The Morning Newsâ€”Melanie Moore
Tony Catt of the Blackfoot Fire Department demonstrates to Tyler, 5, and Alec Carlson, 7, how a carbon monoxide alarm works. The Carlson brothers were touring the fire station with their mother, Angelica Quilimaco. The Blackfoot Fire Department is hosting an open house today from 11 a.m.-5 p.m. at its station on the corner of Ash and Idaho streets.
BLACKFOOT â€” The Blackfoot Fire Department is hosting an open house today to educate the community about fire prevention and fire safety.
The open house will be from 11 a.m.-5 p.m. at Station 1 at 255 N. Ash St. in Blackfoot. Tours of the station and equipment displays will be available, as well as refreshments. The open house is part of Fire Prevention Week.
Throughout the past year, the Blackfoot Fire Department has responded to several fires that have reiterated the importance of having working smoke detectors in the home. A nighttime fire in late March at the Riverview Villa Trailer Park claimed the lives of two adults at the home, and a follow-up visit to Riverview VIlla showed most of the homes did not have working smoke detectors.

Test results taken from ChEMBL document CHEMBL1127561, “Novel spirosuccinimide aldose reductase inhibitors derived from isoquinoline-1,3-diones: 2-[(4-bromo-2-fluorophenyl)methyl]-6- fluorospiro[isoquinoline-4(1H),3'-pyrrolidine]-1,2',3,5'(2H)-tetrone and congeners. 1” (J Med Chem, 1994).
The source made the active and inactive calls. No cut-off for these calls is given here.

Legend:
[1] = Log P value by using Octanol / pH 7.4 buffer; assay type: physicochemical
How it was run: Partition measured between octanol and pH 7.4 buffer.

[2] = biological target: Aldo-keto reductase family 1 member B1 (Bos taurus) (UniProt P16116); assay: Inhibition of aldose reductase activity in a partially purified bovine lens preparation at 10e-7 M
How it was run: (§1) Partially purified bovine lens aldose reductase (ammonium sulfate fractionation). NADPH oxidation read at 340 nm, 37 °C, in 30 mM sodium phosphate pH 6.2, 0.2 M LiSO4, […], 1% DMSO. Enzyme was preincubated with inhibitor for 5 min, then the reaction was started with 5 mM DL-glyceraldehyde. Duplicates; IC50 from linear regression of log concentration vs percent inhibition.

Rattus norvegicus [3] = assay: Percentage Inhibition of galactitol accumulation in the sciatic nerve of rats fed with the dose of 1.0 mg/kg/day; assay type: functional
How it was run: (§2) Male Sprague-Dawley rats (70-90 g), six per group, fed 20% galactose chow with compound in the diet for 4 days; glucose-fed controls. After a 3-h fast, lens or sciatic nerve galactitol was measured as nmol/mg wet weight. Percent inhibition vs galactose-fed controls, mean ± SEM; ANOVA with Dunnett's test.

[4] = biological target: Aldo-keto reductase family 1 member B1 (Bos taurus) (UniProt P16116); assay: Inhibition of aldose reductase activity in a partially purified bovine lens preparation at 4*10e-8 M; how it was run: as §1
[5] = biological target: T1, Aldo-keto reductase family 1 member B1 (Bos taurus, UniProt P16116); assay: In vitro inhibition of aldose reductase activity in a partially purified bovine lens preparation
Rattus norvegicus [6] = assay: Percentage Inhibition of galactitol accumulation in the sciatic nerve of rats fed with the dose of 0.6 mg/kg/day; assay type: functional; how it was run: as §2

Capt. Dave Krumenacker said he has visited numerous homes which have smoke detectors that don't work or have been disconnected. Krumenacker recommends changing batteries in smoke detectors when changing clocks for daylight savings time. The National Fire Protection Association also recommends having at least one alarm on every level including the basement, outside of each sleeping area and in each bedroom. Test smoke alarms once a month and change the battery right away if an alarm chirps.
Smoke detectors alone are sometimes not enough, as some people sleep through the alarms. Krumenacker said families should practice fire drills in the middle of the night to ensure everyone will wake up and be able to get out of the house safely.
"The drills are important for kids to practice so when the pressure is on they can get it done," Krumenacker said.
Families should also have a planned location to gather during an evacuation, and children should know their address and phone numbers in case of an emergency to ensure their safety as well as the firefighters who may have to enter a burning home to make sure there is no one inside.
Knowledge is the key in any emergency situation, and Krumenacker believes it can also save lives. The Fire Department will have information about smoke detectors and carbon monoxide detectors as well as controlled burns and ways to prevent fires in the home during the open house.
Additionally, Krumenacker said the firefighters are always willing to accommodate tours and presentations to various groups including schools, churches and civic groups. Those interested can call 785-8605 for more information.